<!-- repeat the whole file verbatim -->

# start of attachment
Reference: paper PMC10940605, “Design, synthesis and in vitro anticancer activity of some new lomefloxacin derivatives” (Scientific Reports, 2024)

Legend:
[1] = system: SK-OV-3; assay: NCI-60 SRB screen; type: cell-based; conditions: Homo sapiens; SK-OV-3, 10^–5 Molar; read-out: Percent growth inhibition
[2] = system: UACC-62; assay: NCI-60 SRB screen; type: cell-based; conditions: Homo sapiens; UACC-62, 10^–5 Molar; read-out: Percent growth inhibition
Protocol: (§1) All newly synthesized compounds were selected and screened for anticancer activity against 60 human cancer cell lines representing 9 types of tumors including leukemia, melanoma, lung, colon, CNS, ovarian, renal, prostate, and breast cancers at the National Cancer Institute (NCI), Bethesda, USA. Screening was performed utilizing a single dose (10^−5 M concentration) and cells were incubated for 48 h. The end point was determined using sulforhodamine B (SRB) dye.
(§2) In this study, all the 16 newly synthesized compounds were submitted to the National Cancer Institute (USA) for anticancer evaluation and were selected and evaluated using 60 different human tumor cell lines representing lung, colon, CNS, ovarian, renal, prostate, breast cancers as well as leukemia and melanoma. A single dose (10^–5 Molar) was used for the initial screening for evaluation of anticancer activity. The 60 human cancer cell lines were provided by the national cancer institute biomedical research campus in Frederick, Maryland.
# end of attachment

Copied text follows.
Reference: paper PMC10940605, “Design, synthesis and in vitro anticancer activity of some new lomefloxacin derivatives” (Scientific Reports, 2024)

Legend:
[1] = system: SK-OV-3; assay: NCI-60 SRB screen; type: cell-based; conditions: Homo sapiens; SK-OV-3, 10^–5 Molar; read-out: Percent growth inhibition
[2] = system: UACC-62; assay: NCI-60 SRB screen; type: cell-based; conditions: Homo sapiens; UACC-62, 10^–5 Molar; read-out: Percent growth inhibition
Protocol: (§1) All newly synthesized compounds were selected and screened for anticancer activity against 60 human cancer cell lines representing 9 types of tumors including leukemia, melanoma, lung, colon, CNS, ovarian, renal, prostate, and breast cancers at the National Cancer Institute (NCI), Bethesda, USA. Screening was performed utilizing a single dose (10^−5 M concentration) and cells were incubated for 48 h. The end point was determined using sulforhodamine B (SRB) dye.
(§2) In this study, all the 16 newly synthesized compounds were submitted to the National Cancer Institute (USA) for anticancer evaluation and were selected and evaluated using 60 different human tumor cell lines representing lung, colon, CNS, ovarian, renal, prostate, breast cancers as well as leukemia and melanoma. A single dose (10^–5 Molar) was used for the initial screening for evaluation of anticancer activity. The 60 human cancer cell lines were provided by the national cancer institute biomedical research campus in Frederick, Maryland.